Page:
Platforms are proving to be vital in managing a distributed workforce. These include teleconferencing tools, chat rooms, cloud-based file-sharing tools, screen-sharing software etc. There are also tools that combine all these offerings. For instance, Samparq enables a distributed workforce to conduct training, get instant feedback, connect with live field teams, share status messages etc.
Resetting work culture
Legendary management consultant Peter Drucker right said “Culture eats strategy for breakfast”
Work culture in an organisation defines the implicit and explicit norms that exist within it. It determines the way employees communicate, behave and act. It clarifies what is encouraged and what is frowned upon.
A winning work culture develops when employees feel valued, are engaged and heard. Work culture plays a vital role in aligning organisational and employee goals. Hence, it is a fundamental growth driver for an organisation.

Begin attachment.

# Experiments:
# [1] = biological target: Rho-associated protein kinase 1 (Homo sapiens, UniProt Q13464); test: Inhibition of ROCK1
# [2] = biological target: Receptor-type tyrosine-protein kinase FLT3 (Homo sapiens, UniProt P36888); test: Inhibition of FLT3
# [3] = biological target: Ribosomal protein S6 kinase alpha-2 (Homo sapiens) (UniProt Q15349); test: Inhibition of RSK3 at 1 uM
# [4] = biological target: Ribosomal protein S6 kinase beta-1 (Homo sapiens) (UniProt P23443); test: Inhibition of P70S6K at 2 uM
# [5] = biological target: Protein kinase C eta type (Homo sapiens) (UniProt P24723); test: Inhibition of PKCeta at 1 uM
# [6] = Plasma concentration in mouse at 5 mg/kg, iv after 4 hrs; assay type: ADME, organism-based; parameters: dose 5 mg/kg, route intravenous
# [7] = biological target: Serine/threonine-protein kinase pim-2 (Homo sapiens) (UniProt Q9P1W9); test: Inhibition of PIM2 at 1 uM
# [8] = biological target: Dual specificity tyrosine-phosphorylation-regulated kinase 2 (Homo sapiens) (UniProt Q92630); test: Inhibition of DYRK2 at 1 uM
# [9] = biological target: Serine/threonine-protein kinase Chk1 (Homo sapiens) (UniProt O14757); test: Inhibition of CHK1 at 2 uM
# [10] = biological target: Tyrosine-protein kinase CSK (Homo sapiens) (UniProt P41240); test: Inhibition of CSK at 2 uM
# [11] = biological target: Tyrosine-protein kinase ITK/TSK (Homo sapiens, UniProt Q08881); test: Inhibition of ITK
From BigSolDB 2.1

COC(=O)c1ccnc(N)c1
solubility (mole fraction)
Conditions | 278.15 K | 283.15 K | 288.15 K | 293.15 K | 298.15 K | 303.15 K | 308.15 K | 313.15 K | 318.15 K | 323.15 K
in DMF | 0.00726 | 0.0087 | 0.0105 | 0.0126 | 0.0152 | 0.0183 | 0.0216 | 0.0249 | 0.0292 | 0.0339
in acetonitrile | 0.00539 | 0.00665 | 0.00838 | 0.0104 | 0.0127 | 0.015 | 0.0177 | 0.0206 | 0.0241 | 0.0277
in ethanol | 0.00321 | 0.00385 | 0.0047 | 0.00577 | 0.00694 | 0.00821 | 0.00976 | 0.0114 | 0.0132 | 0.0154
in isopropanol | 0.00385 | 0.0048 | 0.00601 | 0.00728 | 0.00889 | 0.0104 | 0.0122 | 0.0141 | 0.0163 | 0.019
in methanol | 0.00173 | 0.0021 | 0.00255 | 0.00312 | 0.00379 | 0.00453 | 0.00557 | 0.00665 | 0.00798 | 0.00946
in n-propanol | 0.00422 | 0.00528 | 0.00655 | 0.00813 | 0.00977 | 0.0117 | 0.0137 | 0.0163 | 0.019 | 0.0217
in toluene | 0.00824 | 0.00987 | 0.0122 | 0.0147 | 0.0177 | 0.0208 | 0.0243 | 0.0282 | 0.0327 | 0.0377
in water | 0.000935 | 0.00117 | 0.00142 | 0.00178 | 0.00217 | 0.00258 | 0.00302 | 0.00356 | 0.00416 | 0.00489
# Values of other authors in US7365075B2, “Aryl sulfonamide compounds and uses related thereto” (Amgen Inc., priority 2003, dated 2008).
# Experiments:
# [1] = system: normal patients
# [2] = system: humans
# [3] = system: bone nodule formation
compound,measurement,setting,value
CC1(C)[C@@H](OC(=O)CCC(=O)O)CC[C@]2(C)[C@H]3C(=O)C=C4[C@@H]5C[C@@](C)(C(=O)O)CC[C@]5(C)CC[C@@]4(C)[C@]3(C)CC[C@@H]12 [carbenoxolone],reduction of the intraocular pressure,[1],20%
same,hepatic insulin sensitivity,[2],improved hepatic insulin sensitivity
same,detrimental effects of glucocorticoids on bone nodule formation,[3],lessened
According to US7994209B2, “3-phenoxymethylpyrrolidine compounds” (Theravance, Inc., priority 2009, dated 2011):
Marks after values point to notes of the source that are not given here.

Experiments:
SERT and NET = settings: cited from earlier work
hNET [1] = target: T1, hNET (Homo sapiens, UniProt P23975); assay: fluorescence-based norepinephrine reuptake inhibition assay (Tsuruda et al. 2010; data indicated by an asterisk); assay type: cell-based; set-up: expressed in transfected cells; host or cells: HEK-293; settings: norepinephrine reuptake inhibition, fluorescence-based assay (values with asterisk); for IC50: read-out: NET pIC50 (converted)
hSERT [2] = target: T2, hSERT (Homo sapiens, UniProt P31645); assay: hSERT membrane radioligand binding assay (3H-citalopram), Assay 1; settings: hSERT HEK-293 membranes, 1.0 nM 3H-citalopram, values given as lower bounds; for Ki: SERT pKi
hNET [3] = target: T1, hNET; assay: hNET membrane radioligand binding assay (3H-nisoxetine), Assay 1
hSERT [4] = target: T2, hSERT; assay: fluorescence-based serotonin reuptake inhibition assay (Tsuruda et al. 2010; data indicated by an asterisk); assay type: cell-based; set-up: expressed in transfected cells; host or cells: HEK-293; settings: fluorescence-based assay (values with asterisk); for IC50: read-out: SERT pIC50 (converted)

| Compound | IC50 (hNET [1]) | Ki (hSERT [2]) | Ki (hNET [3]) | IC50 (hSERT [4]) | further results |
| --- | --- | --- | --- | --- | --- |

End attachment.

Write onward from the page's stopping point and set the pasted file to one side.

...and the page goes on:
Across organisations, human resource teams have realised that working from home has caused “Zoom fatigue” among experienced employees. Recently hired individuals have felt completely disconnected. There have been reports of alienation and strained professional relationships.
When offices open up, business leaders will face a plethora of challenges related to work culture. For instance, certain employees may desire to only work remotely whereas others may prefer a hybrid model. Certain habits could have been formed while working from home that might have to be altered. Apart from this, norms and practices may have to be changed for teams to start working together again.
This requires significant transparency and clear communication. Leaders must have multiple conversations across different levels of the workforce to get insights on how to reset the work culture.
As restrictions are being lifted and employees begin returning to workplaces, certain Human Resource initiatives that were conceptualised during the pandemic are likely to continue. High performing talent is likely to make a beeline towards firms that evolve and embrace progressive HR practices. Needless to say, organisations that revert to the old ways would find it exceedingly difficult to get the right people on board.